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Critical Theory in Critical Times Annual Workshop

The Critical Theory in Critical Times annual workshop series is a joint initiative of the Center for Global Culture and Communication (CGCC) and the Critical Theory Cluster. The aim of this workshop series is to create a forum for discussion of recently published work in the tradition of critical theory broadly construed. Authors are invited to an in-depth discussion of their scholarly work with specialists in the field and in a small workshop setting. This setting offers an excellent opportunity to faculty and students of the Northwestern community to directly engage in lively discussion with very distinguished critical theorists from around the world. In preparation of the workshop, a reading session is organized among interested NU faculty and students to discuss the work in question.

For 2021-2022, there are two events of interest. Click below to learn more:

2021-2022 Critical theory in critical times Workshop

Me the People: A Discussion on Populism with Nadia Urbinati

Friday, April 1, 2022
3:30pm - 6:30pm CST
Location: Harris Hall-108, Northwestern University, 1881 Sheridan Rd., Evanston IL

The 2022 Critical Theory in Critical Times annual series workshop will focus around the work of Nadia Urbinati (Kyriakos Tsakopoulos Professor of Political Theory at Columbia University) and, in particular, her newest book Me the People: How Populism Transforms Democracy (Harvard University Press). Nadia Urbinati will discuss this work with four commentators: Dilip Gaonkar (Northwestern University), William T. S. Mazzarella (University of Chicago), Axel Mueller (Northwestern University), and Paulina Ochoa Espejo (Haverford College).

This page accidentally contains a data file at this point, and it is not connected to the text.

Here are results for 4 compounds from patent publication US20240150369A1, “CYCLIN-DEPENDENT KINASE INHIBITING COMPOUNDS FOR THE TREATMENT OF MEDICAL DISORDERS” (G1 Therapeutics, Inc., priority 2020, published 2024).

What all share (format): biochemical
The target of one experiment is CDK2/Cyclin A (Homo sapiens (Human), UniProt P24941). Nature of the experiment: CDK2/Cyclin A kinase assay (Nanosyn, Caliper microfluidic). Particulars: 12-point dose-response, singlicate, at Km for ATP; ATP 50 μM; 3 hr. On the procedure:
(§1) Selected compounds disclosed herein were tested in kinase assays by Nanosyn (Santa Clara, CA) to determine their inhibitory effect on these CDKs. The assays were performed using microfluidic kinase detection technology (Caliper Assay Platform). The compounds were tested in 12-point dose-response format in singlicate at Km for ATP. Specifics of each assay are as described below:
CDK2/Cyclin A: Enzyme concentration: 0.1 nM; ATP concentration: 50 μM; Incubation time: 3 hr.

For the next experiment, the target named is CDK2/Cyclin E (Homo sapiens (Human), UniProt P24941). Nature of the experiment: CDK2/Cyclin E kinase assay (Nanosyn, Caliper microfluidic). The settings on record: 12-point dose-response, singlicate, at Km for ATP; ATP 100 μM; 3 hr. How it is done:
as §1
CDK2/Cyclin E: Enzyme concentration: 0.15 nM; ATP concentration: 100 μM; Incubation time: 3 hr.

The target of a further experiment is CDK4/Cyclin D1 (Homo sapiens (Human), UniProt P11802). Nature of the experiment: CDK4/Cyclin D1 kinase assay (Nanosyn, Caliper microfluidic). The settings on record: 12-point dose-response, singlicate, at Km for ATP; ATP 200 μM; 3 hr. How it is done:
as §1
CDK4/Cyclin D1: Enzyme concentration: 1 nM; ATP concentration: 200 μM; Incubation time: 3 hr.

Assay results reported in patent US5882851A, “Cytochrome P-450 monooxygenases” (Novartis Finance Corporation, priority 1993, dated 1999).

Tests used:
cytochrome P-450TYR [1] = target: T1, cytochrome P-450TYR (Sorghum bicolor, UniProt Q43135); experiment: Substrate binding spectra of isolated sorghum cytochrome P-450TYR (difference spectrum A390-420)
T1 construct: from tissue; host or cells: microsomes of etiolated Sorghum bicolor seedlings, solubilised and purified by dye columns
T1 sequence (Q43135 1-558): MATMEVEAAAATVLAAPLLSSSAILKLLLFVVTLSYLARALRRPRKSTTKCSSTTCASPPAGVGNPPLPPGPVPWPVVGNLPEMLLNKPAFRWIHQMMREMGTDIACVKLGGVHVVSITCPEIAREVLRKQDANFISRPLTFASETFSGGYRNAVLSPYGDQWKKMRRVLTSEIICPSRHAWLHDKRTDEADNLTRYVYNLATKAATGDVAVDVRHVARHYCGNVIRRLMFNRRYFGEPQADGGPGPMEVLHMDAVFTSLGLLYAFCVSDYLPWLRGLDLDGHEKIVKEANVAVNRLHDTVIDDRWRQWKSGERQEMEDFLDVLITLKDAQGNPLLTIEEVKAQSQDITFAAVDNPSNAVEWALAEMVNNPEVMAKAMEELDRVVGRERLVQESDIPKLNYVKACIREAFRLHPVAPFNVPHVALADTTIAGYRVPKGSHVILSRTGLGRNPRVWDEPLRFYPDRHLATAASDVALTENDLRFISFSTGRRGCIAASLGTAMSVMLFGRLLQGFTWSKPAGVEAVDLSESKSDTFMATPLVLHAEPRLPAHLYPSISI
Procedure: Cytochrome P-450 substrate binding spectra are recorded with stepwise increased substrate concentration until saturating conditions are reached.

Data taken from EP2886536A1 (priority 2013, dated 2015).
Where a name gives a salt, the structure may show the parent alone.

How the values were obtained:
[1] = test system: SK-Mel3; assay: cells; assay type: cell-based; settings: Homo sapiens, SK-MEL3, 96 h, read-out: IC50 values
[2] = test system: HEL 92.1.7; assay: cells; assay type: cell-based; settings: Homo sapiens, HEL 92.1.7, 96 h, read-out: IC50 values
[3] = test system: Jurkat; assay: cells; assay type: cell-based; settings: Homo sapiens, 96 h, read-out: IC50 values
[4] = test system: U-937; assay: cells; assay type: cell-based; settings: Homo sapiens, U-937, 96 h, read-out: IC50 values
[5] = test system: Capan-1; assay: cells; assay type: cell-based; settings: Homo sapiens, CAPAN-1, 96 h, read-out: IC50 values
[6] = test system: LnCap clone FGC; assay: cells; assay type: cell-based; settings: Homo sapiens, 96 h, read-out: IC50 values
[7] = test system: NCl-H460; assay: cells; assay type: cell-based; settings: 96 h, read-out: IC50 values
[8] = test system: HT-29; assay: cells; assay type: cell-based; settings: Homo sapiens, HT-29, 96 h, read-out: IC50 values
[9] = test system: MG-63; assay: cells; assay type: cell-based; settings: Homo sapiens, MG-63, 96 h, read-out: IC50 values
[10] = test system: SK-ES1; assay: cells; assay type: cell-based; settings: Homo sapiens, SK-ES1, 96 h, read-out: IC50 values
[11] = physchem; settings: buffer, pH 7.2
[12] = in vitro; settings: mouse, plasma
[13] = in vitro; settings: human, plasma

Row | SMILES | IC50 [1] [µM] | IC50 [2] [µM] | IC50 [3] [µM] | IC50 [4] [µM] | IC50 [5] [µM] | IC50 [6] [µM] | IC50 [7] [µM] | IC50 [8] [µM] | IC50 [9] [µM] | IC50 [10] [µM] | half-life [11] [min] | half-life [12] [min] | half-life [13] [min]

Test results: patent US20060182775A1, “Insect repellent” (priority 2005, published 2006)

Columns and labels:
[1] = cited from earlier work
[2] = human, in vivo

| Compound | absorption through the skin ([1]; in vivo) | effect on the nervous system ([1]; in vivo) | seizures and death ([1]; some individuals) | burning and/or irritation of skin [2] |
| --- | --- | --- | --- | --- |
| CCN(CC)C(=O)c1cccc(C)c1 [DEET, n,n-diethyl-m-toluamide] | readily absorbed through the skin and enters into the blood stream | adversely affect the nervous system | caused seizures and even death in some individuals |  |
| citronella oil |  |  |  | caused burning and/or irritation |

Me the People: How Populism Transforms Democracy

In Me the People, Urbinati argues that populism should be regarded as a new form of representative government, one based on a direct relationship between the leader and those the leader defines as the “good” or “right” people. Populist leaders claim to speak to and for the people without the need for intermediaries―in particular, political parties and independent media―whom they blame for betraying the interests of the ordinary many. Urbinati shows that, while populist governments remain importantly distinct from dictatorial or fascist regimes, their dependence on the will of the leader, along with their willingness to exclude the interests of those deemed outside the bounds of the “good” or “right” people, stretches constitutional democracy to its limits and opens a pathway to authoritarianism. Weaving together theoretical analysis, the history of political thought, and current affairs, Urbinati presents an original and illuminating account of populism and its relation to democracy.

Reading Group Information

We invite faculty and graduate students to participate in a reading group on Wednesday March 30th, in advance of the April 1, 2022 workshop. A copy of the book will be available to participants. If you would like to participate, please contact Critical Theory Graduate Assistant Usdin Martinez (